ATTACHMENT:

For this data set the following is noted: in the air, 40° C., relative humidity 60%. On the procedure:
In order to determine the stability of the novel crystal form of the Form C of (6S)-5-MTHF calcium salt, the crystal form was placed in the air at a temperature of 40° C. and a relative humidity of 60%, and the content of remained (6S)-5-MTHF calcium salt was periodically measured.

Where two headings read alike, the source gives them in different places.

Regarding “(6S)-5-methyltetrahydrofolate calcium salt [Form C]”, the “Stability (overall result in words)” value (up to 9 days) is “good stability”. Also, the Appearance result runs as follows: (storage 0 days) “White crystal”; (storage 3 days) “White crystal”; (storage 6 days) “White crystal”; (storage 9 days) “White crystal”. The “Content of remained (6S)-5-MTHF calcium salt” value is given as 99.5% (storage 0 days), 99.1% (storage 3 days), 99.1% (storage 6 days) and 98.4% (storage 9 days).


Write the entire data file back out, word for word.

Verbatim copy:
For this data set the following is noted: in the air, 40° C., relative humidity 60%. On the procedure:
In order to determine the stability of the novel crystal form of the Form C of (6S)-5-MTHF calcium salt, the crystal form was placed in the air at a temperature of 40° C. and a relative humidity of 60%, and the content of remained (6S)-5-MTHF calcium salt was periodically measured.

Where two headings read alike, the source gives them in different places.

Regarding “(6S)-5-methyltetrahydrofolate calcium salt [Form C]”, the “Stability (overall result in words)” value (up to 9 days) is “good stability”. Also, the Appearance result runs as follows: (storage 0 days) “White crystal”; (storage 3 days) “White crystal”; (storage 6 days) “White crystal”; (storage 9 days) “White crystal”. The “Content of remained (6S)-5-MTHF calcium salt” value is given as 99.5% (storage 0 days), 99.1% (storage 3 days), 99.1% (storage 6 days) and 98.4% (storage 9 days).